I had a rather distant relationship with my mother, but we never rowed in any way - I always just let my grievances ride and bit my tongue. Was this a better way? - I do not know.

The only way to proceed is not to rise to her bait; and to tell her you love her lots.

Grammaretto Thu 07-Feb-19 09:15:36

There have been books written about mother/daughter relationships.
eg : Nancy Friday, my mother myself
It sounds like a pattern of behaviour but DD sounds like a bully.
Perhaps you were too kind and accommodating to her when she was growing up?.
I wouldn't hope her DD treats her the same way though.
DH joining in to hurt you is horrid.
Your DD takes her own resentments out on you because she can and always has. You have stopped her now so keep it up. You can do without her nastiness.
I think she has the problem not you. You shouldn't have to run out of your own house.

Elegran Thu 07-Feb-19 09:44:30

RubyRedWine Why did you choose your username?

Bibbity Thu 07-Feb-19 09:57:07

You speak of how difficult your marriage was.
But she grew up in that household and you can’t underestimate the effect that could have on her.
She may have made the conscious decision not to spend a significant amount of time with you both in one go as she doesn’t like the situation.
Form one argument you wanted to harm yourself?! That is such an extreme reaction and again makes me think how much of an emeptional burden has been placed on her over the years from both of her parents.
What you said regarding her daughter treating her a certain way was wrong and should also be apologised for.

Just because people are related does not mean they have to get on.
You are all individuals and as such have your own personalities.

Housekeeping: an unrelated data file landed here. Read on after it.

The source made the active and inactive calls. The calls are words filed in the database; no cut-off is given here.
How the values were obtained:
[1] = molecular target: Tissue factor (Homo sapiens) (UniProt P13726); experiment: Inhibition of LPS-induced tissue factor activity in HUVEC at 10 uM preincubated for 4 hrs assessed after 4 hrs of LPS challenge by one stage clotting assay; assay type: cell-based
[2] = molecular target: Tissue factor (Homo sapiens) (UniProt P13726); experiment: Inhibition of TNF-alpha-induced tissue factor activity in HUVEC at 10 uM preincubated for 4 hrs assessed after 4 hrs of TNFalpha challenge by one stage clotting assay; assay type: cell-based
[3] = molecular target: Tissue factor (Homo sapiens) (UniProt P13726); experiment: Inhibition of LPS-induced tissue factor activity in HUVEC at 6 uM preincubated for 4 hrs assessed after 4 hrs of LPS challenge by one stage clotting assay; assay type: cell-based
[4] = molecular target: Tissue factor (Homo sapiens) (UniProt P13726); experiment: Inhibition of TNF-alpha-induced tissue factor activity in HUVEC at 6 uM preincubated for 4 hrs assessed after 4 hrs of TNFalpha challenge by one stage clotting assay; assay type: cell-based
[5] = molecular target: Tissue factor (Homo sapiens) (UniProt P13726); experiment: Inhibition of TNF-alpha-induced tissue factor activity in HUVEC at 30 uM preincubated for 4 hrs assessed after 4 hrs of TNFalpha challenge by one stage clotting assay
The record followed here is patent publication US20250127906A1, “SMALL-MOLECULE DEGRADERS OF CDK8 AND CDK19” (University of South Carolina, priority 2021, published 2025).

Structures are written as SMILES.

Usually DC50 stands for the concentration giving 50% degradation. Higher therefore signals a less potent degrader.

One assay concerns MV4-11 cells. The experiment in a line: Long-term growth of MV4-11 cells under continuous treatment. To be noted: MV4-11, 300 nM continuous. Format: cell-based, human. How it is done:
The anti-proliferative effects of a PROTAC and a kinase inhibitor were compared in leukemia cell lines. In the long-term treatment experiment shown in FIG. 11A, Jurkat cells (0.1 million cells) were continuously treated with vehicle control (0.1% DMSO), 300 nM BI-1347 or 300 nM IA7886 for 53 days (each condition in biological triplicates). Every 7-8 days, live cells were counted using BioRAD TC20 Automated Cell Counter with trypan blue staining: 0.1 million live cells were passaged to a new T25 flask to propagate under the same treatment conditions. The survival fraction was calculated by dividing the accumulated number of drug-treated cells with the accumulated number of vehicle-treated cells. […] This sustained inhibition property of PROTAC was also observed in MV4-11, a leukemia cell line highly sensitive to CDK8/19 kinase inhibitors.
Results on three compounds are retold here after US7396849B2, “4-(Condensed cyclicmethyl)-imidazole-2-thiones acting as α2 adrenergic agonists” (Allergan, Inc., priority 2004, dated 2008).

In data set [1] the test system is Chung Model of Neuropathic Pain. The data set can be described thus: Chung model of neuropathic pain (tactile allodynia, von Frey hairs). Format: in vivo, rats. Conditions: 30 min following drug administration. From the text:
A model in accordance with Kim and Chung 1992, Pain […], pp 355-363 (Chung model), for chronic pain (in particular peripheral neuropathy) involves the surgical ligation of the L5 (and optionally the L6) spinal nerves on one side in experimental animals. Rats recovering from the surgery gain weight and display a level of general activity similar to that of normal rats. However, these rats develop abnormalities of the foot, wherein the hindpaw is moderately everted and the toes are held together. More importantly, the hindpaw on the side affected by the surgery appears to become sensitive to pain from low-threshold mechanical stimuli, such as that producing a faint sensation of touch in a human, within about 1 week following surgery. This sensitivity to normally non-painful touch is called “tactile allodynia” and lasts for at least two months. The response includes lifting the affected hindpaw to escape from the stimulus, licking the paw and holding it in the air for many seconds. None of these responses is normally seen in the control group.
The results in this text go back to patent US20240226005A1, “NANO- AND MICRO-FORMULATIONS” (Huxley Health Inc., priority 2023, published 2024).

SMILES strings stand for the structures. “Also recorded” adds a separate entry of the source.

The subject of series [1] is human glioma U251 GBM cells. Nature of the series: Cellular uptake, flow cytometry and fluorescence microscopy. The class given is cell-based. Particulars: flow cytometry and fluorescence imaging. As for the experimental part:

If the previous relationship of day visits worked then go back to that.
Instead of on of you doing the whole journey find a pub/restaurant half way and meet there for a day.

Urmstongran Thu 07-Feb-19 10:08:18

RRW if your husband isn’t the father of your daughter, perhaps he just doesn’t want to interfere. Plus he has mental health issues of his own so perhaps he has to be mindful of that. When he didn’t back you up maybe he just hopes it will all go away.
Alcohol seems to make your daughter nasty as you get on fine during the day when she phones you each week.
The old saying ‘in vino veritas’ comes to mind.
Would it work better if you just told her on the phone that although you love her you are weary of all this, it’s gone on for years and next time she visits you would just like to have a pleasant time.
Could you not do the travelling and maybe stay overnight in a B&B which would take some of the pressure off - plus you could both leave to go home at your own convenience?

Stansgran Thu 07-Feb-19 11:55:13

If a relative is being difficult I try to get in the mindset that they are a visiting stranger and try to treat them as if I had just met them. It is surprising how well this has worked for me. My sister in law was always deeply unpleasant when my mil was alive- they egged each other on . Now I really get on better with her than my DH does and I actually not enjoy but tolerate visits and phone calls from her because I feel indifferent to her attempts at putting us down and can laugh at her foibles.

Grammaretto Thu 07-Feb-19 12:05:20

Very true stansgran I was thinking something similar. Also as we get older the relationship changes. Mil is famous for her put downs but if we, ours and our AC generation can smile about them and realise it's her not us, it makes it easier.